Now that the International Atomic Energy Agency (IAEA) has released its long-awaited report on the Iranian nuclear program, there is an official document - other than Israeli and American intelligence assessments - that Iran is in fact developing a nuclear weapon. More alarmingly, according to the report, the Iranians are close to having the ability to field a nuclear weapon much sooner than thought. In contrast to the now widely discounted U.S. National Intelligence Estimate of 2007, the IAEA reports that the Iranians have been working on a nuclear weapons capability continuously since at least 2003.
This should come as no surprise to anyone, except maybe the few holdouts at State Department that cannot fathom that the Iranians are actually determined to build a nuclear weapon. Why is that? It's hard to quantify, but in my dealings with foreign service officers, and in a few instances, intelligence analysts in the department's Bureau of Intelligence and Research, there was a tendency to always give the Iranians the benefit of the doubt.
I attribute this to the fact that many of the officers had served in Iran prior to the fall of the Shah in 1979, and virtually all of them regarded their postings in Iran as a positive experience. Those good feelings about pre-revolutionary Iran have often clouded their judgments and assessments when it comes to the current Islamic Republic of Iran.
Hopefully the publication of a report that even the most dovish members of the Obama Administration will find hard to dispute - most of them are big supporters of the United Nations - we can get past the previous argument over whether or not the objective of the Iranian nuclear program was the development of nuclear weapons. It is. The Iranian regime's ludicrous claims that the purpose of the program is the development of an electrical generation capability has been refuted, not that many serious analysts ever bought such drivel.
Now that it would appear that everyone is now on the same page, we need to deal with it. Well, the current administration and any potential Republican nominee that will challenge Barack Obama for the Presidency in 2012 will have to deal with it. Unfortunately, I suspect that there will be stark contrasts between the incumbent president and the Republican challenger.
Let's take a quick look at President Obama and his plans to prevent the Islamic Republic from acquiring a nuclear weapon. In 2008, Presidential candidate Obama stated, "It is unacceptable for Iran to possess a nuclear weapon, it would be a game changer." He further said that diplomacy and sanctions were preferable to military action, as if we needed reminding of that. Of course, this is the same Barack Obama, then a Senator, that complained that earlier sanctions on Iraq were ineffective. Candidate Obama also said, “It’s sufficient to say I would not take military action off the table and that I will never hesitate to use our military force in order to protect the homeland and the United States’ interests.”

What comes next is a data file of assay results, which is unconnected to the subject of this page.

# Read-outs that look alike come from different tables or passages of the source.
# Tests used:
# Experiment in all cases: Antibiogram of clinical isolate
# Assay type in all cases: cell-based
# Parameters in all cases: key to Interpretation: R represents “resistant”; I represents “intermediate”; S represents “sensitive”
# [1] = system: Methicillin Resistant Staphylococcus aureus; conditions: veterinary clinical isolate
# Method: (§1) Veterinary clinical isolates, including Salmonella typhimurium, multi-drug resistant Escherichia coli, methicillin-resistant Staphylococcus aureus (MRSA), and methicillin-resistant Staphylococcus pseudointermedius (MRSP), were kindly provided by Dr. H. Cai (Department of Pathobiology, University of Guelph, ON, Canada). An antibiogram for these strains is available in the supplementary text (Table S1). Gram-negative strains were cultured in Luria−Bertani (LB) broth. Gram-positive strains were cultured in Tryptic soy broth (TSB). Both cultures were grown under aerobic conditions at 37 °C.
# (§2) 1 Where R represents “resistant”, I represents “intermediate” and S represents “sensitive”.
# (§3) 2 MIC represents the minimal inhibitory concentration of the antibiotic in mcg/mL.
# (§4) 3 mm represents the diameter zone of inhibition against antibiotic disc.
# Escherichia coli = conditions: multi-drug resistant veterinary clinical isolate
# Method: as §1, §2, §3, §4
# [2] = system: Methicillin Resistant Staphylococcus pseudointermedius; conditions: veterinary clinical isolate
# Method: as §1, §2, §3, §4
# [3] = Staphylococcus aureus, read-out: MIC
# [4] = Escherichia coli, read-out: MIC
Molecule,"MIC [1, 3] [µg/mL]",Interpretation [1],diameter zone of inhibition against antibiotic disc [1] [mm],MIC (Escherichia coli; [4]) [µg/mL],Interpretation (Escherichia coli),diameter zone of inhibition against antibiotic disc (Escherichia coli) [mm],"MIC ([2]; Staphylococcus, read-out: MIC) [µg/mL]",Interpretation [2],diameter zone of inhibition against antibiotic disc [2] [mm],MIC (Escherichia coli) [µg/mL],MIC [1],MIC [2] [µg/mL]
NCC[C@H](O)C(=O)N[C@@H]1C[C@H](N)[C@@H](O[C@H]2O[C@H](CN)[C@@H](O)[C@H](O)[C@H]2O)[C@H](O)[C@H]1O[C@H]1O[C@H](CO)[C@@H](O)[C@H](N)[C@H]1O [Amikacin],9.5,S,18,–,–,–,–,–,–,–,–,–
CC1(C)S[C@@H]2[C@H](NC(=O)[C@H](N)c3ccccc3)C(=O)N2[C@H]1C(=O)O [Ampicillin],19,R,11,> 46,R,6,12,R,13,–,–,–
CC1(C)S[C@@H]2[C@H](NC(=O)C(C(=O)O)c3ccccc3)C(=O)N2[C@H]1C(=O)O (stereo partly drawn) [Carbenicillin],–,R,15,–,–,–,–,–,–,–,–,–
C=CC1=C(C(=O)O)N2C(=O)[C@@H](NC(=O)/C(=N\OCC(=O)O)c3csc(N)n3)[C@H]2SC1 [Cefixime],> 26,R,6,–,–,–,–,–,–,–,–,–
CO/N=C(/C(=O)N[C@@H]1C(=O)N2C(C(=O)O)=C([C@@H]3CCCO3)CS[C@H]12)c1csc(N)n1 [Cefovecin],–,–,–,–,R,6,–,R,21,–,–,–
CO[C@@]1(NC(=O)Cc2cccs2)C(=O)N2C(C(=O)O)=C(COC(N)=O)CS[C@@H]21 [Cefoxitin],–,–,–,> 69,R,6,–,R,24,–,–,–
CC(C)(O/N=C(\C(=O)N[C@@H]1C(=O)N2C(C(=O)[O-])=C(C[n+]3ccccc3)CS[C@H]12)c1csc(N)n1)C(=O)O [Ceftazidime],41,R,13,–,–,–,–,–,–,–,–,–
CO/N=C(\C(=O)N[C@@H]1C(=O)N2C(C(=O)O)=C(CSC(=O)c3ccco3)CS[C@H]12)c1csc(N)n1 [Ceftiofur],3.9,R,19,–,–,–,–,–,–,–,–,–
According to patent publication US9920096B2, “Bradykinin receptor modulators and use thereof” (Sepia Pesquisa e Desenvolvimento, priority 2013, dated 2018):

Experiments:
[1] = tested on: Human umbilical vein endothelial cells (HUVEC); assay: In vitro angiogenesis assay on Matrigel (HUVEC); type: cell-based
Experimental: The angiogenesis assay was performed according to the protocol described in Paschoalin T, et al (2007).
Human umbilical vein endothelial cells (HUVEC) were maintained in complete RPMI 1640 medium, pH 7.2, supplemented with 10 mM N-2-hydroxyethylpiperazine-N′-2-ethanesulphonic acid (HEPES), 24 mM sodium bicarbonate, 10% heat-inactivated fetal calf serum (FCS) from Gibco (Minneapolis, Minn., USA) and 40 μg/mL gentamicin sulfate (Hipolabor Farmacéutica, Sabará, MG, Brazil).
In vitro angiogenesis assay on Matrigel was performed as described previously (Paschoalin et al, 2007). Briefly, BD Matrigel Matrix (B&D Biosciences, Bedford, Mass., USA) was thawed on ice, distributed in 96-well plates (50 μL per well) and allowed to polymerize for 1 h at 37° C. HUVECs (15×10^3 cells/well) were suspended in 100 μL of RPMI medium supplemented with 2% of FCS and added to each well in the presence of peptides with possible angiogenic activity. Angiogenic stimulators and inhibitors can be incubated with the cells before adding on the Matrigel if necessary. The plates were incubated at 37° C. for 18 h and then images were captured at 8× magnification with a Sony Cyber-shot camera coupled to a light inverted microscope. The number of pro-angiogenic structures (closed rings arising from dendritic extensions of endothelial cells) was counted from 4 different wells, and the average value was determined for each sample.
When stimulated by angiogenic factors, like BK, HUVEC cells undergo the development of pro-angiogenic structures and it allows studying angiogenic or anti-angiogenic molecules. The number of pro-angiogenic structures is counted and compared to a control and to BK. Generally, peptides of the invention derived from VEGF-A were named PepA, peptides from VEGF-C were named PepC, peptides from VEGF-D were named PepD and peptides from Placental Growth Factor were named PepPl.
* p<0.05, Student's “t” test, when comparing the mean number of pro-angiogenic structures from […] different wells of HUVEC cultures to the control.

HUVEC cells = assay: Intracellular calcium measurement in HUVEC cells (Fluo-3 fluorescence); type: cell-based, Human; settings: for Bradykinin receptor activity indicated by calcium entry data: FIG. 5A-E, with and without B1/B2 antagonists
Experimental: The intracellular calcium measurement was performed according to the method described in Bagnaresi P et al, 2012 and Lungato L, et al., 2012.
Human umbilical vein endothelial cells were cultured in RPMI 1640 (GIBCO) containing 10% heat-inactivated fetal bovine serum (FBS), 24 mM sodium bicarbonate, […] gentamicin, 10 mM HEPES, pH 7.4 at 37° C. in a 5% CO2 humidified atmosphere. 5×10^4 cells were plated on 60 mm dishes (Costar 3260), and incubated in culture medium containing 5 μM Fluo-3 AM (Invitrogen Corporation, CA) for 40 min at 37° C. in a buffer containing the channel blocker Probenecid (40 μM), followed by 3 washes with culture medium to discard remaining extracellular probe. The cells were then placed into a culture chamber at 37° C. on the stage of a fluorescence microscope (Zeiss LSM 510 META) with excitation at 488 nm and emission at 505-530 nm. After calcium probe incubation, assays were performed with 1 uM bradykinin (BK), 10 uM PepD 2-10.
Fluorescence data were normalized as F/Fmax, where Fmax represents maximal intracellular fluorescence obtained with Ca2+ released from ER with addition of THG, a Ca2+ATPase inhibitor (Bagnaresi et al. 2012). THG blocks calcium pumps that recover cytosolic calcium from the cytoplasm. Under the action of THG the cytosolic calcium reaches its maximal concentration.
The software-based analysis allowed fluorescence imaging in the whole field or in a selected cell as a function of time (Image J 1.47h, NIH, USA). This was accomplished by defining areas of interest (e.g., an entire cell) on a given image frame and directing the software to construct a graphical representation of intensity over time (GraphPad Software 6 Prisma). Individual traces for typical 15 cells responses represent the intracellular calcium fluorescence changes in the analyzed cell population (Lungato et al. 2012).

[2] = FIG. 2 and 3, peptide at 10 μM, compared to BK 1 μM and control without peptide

However, since Obama has been President, he has walked that back. One of Obama's chief supporters, Harvard University law professor and former Special Advisor for the United States Consumer Financial Protection Bureau Elizabeth Warren hailed the President’s “nuanced response” with “no chest-thumping...that could backfire.”
It appears that we have gone from "unacceptable" to "nuanced response." The President just last week cited the United Nations sanctions protocol as having had an "enormous bite." That claim flies in the face of the reports that Iran is within a year of developing a nuclear weapon.
The President also claimed that Russian and Chinese leaders are united with him to ensure Iran does not develop the weapons capability. Again, that claim flies in the face of reality - both the Russians and Chinese have been very vocal in their objections to any increased sanctions on Iran. In fact, both countries are suppliers of technology and weapons to the Islamic Republic.
Unfortunately, the Iranians have assessed that there is almost no possibility that President Obama would consider the military option and thus have no intention of halting or slowing their weapons development program. They also have assessed that their close relationships with China and Russia will impede the imposition of any increased sanctions in the United Nations.
On the Republican challengers, there is not unanimity of opinion of how to handle the Iranian nuclear weapons issue. For example, Ron Paul believes that the best course of action is to "offer friendship." I won't touch that one.
Most of the Republicans are more in line with former Massachusetts Governor Mitt Romney. His words: "If we re-elect Barack Obama, Iran will have a nuclear weapon...if you elect me as the next president, they will not have a nuclear weapon."
Neither President Obama nor virtually any of the Republican candidates want the Iranians to acquire a nuclear weapons capability - that is not the point. The point is how that position is portrayed to the Iranians. A "nuanced response" with "no chest-thumping" probably isn't going to have much effect in Tehran. One need only look at how effective the Administration's engagement policy has worked for the past 35 months.
What we need is both of the final candidates for President - the incumbent Barack Obama on the Democratic side and whoever emerges as the Republican challenger to unequivocally state, "We will not permit the Islamic Republic of Iran to acquire a nuclear weapon." Too nuanced?